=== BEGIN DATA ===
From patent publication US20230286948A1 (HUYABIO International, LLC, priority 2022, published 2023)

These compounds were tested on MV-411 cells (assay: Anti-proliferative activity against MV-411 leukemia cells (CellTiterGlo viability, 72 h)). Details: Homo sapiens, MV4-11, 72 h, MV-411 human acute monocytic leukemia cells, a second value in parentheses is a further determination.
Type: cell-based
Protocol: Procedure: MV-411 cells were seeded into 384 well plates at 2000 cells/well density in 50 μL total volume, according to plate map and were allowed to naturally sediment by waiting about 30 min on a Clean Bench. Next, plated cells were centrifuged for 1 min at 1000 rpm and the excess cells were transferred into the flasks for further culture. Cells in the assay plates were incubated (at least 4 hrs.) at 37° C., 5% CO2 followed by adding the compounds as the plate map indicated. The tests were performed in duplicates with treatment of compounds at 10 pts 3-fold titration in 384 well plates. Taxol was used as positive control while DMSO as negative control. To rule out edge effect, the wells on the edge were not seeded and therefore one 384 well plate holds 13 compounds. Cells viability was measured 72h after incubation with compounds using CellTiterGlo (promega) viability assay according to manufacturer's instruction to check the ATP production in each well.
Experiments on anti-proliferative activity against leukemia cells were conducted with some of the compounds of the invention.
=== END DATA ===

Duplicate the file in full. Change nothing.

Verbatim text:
From patent publication US20230286948A1 (HUYABIO International, LLC, priority 2022, published 2023)

These compounds were tested on MV-411 cells (assay: Anti-proliferative activity against MV-411 leukemia cells (CellTiterGlo viability, 72 h)). Details: Homo sapiens, MV4-11, 72 h, MV-411 human acute monocytic leukemia cells, a second value in parentheses is a further determination.
Type: cell-based
Protocol: Procedure: MV-411 cells were seeded into 384 well plates at 2000 cells/well density in 50 μL total volume, according to plate map and were allowed to naturally sediment by waiting about 30 min on a Clean Bench. Next, plated cells were centrifuged for 1 min at 1000 rpm and the excess cells were transferred into the flasks for further culture. Cells in the assay plates were incubated (at least 4 hrs.) at 37° C., 5% CO2 followed by adding the compounds as the plate map indicated. The tests were performed in duplicates with treatment of compounds at 10 pts 3-fold titration in 384 well plates. Taxol was used as positive control while DMSO as negative control. To rule out edge effect, the wells on the edge were not seeded and therefore one 384 well plate holds 13 compounds. Cells viability was measured 72h after incubation with compounds using CellTiterGlo (promega) viability assay according to manufacturer's instruction to check the ATP production in each well.
Experiments on anti-proliferative activity against leukemia cells were conducted with some of the compounds of the invention.